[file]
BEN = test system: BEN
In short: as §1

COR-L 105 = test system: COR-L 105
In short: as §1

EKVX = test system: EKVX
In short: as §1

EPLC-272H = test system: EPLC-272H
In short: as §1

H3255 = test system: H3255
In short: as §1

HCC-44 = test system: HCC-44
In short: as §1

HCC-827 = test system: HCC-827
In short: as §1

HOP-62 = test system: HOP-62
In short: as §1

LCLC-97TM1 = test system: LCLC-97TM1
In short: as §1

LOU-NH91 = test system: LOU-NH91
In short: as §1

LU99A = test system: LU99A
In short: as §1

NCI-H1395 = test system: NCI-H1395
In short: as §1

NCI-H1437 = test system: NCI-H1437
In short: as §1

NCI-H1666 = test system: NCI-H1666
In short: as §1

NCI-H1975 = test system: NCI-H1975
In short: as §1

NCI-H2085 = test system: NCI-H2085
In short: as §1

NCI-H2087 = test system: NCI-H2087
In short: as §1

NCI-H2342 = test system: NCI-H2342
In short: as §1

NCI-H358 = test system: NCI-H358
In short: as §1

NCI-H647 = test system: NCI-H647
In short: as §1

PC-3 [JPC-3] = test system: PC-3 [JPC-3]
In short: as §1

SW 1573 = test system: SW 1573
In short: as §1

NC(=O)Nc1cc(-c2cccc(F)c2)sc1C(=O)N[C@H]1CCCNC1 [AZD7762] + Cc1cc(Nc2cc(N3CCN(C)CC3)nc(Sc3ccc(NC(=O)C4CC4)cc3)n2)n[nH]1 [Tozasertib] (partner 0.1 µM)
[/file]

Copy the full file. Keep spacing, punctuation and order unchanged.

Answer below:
BEN = test system: BEN
In short: as §1

COR-L 105 = test system: COR-L 105
In short: as §1

EKVX = test system: EKVX
In short: as §1

EPLC-272H = test system: EPLC-272H
In short: as §1

H3255 = test system: H3255
In short: as §1

HCC-44 = test system: HCC-44
In short: as §1

HCC-827 = test system: HCC-827
In short: as §1

HOP-62 = test system: HOP-62
In short: as §1

LCLC-97TM1 = test system: LCLC-97TM1
In short: as §1

LOU-NH91 = test system: LOU-NH91
In short: as §1

LU99A = test system: LU99A
In short: as §1

NCI-H1395 = test system: NCI-H1395
In short: as §1

NCI-H1437 = test system: NCI-H1437
In short: as §1

NCI-H1666 = test system: NCI-H1666
In short: as §1

NCI-H1975 = test system: NCI-H1975
In short: as §1

NCI-H2085 = test system: NCI-H2085
In short: as §1

NCI-H2087 = test system: NCI-H2087
In short: as §1

NCI-H2342 = test system: NCI-H2342
In short: as §1

NCI-H358 = test system: NCI-H358
In short: as §1

NCI-H647 = test system: NCI-H647
In short: as §1

PC-3 [JPC-3] = test system: PC-3 [JPC-3]
In short: as §1

SW 1573 = test system: SW 1573
In short: as §1

NC(=O)Nc1cc(-c2cccc(F)c2)sc1C(=O)N[C@H]1CCCNC1 [AZD7762] + Cc1cc(Nc2cc(N3CCN(C)CC3)nc(Sc3ccc(NC(=O)C4CC4)cc3)n2)n[nH]1 [Tozasertib] (partner 0.1 µM)